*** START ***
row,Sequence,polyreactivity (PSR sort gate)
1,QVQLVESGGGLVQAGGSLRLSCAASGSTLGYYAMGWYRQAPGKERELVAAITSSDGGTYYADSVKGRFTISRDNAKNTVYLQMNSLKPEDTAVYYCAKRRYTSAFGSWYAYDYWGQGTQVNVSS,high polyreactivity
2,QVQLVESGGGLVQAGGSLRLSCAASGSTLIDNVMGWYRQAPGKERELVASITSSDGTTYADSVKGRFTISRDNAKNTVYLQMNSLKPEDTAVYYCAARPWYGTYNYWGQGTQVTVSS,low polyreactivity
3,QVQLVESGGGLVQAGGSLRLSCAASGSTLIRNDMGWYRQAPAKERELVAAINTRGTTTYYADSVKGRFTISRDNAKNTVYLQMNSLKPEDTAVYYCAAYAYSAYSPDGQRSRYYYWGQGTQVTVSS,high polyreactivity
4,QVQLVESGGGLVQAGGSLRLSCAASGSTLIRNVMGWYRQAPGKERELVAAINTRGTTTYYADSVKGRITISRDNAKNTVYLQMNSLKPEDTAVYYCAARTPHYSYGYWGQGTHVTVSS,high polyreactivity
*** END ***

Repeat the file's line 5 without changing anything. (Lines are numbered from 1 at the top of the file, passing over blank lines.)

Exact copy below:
4,QVQLVESGGGLVQAGGSLRLSCAASGSTLIRNVMGWYRQAPGKERELVAAINTRGTTTYYADSVKGRITISRDNAKNTVYLQMNSLKPEDTAVYYCAARTPHYSYGYWGQGTHVTVSS,high polyreactivity